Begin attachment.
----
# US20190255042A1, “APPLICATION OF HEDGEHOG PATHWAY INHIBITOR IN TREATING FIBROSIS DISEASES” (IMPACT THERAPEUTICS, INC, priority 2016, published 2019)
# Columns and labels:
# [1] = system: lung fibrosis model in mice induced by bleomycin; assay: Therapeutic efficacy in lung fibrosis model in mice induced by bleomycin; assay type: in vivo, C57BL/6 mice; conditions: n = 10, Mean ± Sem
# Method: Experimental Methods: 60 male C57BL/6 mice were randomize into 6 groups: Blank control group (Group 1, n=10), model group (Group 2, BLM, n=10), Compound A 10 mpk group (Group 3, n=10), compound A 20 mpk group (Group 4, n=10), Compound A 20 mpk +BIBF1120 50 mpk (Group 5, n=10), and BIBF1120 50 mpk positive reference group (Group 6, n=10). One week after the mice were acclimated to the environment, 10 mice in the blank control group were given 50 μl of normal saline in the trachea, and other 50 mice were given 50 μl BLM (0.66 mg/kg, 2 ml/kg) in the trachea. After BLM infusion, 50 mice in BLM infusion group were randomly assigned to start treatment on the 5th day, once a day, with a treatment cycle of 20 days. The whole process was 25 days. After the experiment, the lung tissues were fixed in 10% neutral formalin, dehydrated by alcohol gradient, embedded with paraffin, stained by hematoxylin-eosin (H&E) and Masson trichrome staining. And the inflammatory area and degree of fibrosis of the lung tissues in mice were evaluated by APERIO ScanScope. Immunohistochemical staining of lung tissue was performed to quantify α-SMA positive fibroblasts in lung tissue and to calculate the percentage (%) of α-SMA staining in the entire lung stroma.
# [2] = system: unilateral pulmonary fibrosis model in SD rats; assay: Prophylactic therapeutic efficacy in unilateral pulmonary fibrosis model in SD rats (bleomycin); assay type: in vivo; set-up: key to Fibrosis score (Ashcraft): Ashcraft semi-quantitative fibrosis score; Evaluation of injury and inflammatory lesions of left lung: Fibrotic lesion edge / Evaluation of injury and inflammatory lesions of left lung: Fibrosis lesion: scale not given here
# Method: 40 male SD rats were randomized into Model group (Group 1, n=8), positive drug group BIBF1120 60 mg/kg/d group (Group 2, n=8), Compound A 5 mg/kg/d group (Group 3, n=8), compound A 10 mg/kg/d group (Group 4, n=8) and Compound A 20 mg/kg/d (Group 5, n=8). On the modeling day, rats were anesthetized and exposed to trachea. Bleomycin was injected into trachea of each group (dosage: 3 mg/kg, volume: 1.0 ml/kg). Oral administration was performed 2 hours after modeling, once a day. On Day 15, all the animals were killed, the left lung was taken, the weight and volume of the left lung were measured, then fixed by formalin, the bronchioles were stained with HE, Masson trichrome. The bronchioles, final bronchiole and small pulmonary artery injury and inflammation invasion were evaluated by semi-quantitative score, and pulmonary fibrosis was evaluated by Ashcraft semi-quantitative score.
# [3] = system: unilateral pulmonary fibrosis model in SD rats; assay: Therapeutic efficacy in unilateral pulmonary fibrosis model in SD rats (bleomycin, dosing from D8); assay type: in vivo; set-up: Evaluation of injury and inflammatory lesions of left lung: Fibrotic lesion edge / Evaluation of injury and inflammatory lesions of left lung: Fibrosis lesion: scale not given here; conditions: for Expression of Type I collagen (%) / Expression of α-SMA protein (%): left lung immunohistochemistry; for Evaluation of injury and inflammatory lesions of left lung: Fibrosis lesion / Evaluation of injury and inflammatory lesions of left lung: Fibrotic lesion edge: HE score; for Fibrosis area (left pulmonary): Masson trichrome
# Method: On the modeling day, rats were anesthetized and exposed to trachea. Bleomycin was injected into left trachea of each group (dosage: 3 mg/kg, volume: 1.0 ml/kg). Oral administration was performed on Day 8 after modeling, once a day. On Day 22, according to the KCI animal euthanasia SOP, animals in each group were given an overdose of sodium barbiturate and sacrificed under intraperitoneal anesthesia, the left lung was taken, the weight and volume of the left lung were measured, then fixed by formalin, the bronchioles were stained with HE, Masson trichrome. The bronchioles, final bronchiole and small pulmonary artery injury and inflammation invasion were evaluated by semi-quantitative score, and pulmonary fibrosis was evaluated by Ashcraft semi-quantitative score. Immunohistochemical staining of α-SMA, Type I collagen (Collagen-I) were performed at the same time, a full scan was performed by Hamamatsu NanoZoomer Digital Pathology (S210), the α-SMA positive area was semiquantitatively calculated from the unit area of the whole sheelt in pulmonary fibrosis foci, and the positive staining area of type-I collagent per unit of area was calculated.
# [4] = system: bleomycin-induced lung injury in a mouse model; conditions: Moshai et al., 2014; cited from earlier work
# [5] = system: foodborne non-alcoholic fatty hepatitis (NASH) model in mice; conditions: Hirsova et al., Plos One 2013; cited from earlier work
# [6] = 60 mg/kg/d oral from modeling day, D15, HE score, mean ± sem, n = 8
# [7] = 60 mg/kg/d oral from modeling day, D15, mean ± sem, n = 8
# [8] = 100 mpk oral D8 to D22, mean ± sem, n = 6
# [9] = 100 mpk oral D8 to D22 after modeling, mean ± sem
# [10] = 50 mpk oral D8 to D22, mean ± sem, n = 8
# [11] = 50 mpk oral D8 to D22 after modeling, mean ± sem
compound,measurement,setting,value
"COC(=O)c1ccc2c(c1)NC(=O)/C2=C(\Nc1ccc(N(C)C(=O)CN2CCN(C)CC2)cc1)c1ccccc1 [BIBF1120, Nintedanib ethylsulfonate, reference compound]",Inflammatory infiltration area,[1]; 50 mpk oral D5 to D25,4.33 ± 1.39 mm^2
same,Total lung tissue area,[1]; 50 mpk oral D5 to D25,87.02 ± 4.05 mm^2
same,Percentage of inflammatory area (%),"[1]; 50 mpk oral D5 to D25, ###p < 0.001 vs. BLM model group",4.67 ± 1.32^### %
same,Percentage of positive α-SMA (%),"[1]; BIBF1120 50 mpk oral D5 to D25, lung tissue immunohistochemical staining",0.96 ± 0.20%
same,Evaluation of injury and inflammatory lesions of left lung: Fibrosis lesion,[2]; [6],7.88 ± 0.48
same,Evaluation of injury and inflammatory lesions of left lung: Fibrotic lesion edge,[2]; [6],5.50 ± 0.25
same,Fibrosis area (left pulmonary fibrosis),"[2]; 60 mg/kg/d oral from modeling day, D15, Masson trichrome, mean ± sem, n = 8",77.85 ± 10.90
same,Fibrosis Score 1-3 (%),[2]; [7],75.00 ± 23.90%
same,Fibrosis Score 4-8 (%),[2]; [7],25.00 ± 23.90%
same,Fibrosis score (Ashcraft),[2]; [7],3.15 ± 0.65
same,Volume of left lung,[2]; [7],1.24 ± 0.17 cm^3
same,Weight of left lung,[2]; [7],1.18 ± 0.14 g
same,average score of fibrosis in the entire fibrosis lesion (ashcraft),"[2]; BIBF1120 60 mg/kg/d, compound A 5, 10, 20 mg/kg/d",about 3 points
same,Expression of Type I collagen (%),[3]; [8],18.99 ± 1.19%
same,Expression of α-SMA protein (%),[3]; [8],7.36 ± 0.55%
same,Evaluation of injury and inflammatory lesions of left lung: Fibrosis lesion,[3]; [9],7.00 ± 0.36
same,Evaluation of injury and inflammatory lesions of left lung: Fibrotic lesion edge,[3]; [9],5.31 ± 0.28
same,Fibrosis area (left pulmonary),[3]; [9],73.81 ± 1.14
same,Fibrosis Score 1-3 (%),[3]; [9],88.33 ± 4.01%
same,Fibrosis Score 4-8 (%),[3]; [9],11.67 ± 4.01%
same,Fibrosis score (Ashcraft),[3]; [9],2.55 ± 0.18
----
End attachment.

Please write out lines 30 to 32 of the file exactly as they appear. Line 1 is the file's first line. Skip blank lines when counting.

same,average score of fibrosis in the entire fibrosis lesion (ashcraft),"[2]; BIBF1120 60 mg/kg/d, compound A 5, 10, 20 mg/kg/d",about 3 points
same,Expression of Type I collagen (%),[3]; [8],18.99 ± 1.19%
same,Expression of α-SMA protein (%),[3]; [8],7.36 ± 0.55%